alalcohol. up to 50% of f drives killed i in south affrica have blood alcohol lelevels over r te legalal limit, as do o 60% of pedestrians s who die thehe roads. these grim s security camera images werere released as part f a road safety awareneness campan launched by the goverernment of the westetern cape,, which incls cape town. pupublic education is parouount, but inin a coury wheere a major ppart of tthe ppopulation lives in povertyty, it's s hard to get road safetyy high onon the public agenda. hector: ordinary y peoplerere nt motivavated road safetyty as a paparticular r issue. they w wie other societal prprobms that thehey'll identifify before road safefe, and particicularly t ths poverty, equalitity, and employmement. i remember a bail heariring of a a suspect who kid a couple of people, where the magistrate said, it's a tragedy when p people are killed on thte road or people die on the road. but it happened. ththe attitude
prevailing very much that this is just somethihing that is inevitable and that society should accept. narrator: in an attempt to shift attitudes like thesese, the western cape launchehed this ad, fofocusing on seatbelts. singer: ♪ saw a picicture of you the other night ♪ narrator: the e message is t tht a person without a seatbelt cann fly out of their seat and kill the other passengers. singer: ♪ just hold on now hold on tight we can stay together overnight just take my hand take my life we should stay together overnight ♪ [crash]
man: we've gotot 4 dead. they sy the one without the seatbelt did the damage. over. [siren] narrator: but how do you influence people? some research shows that horrifying people without giving them practical tools to avoid road crashes can be counterproductive. . one grop in south africa approaches drivers directly with a positive messagege. ari: morning, sir. we're just creating awareness about r rd safety. no o donation. we're frm thehe quadpara association. we represesent quadriplegics and paraplegics. and we're just ttelling the pubublic that pleae will you sign n a pledge to usue yoyour seatbelt whwhen you driv? narrator: : ari seirlis'' sloga- "b"buckle up, we don'n't want nw members." he's particularly persuasive e about distracted driving, esespecially because of celell phones. ari: why did i make that callll baback to the office, and here'm lyiing with a broken neck ''caue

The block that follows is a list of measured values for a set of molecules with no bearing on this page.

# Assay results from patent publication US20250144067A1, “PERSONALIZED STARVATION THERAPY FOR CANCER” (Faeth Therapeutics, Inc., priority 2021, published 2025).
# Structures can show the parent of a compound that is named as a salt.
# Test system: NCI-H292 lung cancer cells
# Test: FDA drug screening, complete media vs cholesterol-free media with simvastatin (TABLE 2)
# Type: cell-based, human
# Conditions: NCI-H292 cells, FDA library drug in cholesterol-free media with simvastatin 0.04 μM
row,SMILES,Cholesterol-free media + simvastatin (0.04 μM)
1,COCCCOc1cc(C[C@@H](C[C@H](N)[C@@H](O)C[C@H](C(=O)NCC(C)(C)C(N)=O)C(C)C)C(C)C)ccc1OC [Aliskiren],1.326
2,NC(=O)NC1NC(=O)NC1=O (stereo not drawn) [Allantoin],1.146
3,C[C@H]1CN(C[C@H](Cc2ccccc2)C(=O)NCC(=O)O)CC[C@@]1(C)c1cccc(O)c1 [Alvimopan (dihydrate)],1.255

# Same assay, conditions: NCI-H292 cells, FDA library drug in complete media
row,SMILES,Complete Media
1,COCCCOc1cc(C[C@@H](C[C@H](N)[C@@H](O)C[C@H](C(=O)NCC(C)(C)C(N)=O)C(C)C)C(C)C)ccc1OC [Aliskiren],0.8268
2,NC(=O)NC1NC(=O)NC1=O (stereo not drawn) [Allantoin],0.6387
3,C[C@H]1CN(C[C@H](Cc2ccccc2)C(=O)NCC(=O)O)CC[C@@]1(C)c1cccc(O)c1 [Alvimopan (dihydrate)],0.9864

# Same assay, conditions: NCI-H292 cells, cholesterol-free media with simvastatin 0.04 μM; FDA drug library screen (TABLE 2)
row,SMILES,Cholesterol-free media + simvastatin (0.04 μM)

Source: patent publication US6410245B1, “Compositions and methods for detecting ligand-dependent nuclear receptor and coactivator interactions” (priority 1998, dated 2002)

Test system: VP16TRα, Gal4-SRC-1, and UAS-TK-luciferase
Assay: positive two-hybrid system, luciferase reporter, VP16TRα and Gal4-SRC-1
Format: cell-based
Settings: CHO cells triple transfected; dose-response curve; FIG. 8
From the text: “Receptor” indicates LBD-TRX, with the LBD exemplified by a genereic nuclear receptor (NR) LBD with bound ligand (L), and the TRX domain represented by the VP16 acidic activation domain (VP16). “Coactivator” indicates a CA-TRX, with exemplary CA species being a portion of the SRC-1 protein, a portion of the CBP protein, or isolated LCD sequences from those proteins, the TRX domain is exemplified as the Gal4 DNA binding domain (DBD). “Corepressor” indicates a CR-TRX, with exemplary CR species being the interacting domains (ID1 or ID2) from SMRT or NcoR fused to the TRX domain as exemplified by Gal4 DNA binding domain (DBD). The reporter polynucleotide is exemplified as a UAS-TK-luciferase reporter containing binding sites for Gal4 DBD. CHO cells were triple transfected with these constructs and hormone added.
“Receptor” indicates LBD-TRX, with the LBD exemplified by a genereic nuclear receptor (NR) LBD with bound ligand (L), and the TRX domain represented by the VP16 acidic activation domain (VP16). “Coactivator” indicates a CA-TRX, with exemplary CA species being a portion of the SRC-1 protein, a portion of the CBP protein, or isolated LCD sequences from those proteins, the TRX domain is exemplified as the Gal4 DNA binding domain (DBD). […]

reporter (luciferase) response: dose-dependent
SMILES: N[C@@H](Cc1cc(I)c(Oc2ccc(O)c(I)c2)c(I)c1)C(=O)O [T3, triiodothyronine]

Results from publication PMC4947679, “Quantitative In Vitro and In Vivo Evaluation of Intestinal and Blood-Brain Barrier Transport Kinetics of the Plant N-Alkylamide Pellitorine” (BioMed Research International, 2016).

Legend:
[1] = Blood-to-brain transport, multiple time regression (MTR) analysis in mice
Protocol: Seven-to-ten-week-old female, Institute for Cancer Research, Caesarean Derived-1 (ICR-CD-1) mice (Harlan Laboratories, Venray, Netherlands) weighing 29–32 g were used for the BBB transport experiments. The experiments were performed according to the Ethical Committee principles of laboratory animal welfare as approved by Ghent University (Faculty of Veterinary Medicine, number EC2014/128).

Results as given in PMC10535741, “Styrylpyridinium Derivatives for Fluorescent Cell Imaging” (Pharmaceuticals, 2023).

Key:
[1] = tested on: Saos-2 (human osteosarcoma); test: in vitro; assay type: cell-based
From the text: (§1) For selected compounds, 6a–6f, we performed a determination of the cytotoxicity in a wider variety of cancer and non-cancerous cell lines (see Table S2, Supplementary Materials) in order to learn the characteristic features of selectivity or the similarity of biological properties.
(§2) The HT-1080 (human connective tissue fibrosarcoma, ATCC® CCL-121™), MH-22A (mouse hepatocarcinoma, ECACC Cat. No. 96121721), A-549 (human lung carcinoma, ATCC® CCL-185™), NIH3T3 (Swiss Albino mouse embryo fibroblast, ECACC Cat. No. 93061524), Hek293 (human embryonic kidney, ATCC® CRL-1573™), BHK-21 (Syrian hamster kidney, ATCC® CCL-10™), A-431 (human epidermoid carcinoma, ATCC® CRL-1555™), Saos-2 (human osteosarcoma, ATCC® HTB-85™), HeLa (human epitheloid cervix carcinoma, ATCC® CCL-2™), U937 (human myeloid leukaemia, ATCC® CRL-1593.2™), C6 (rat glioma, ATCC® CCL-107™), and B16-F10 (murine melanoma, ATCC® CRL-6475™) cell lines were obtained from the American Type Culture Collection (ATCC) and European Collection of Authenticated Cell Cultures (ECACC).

i got i into a crrash 'cause i t distractcted, and i i had a cra? was it worth making the call? the answer's no. narrator: it's estimated that through loss of earnings and direct costs to the government, south africicloses 10% % of its gdgdeach year to road crarashes. ari: if you become spinal cord injured in south africa, and you have no resources, you become completely dependent on the state. it's gonna cost the state millions. who funds the state? the taxpayers. second of all, if you're working, and you participapate in distracted drivining, and you d don't uuser seatbelt, and you crash, you now can't go back to the workplace. the country cannot afford this amount of road crashes. we've got to stop it somehow. [mususic]
narrator: south africa's rate of road fatalities is the second highest in africa at 32 per 100,000 per year. and it's representatitive of many middle-income countries where populations are growing and more cars are on the road. the united states has a relatively high rate for a developed country at around 11 per 100,000, but the good news is that it's been proven that these figures can be
brought down. [engine revving] apart from world leader sweden, the united kingdom has halved its level to just under 3 per 100,000 in the last decade. the e key elemements were greatr enforcement, road alterations, and public awareness campaigns like this. the video here is taken from a motorcyclist who had a camera on his helmet and recorded his own death. woman: i knknowe rode fast t tht day. he loved speed. the drivevr didn't see h him and turnened rt across his path. david didn't have time to take evasive action. david: whoa!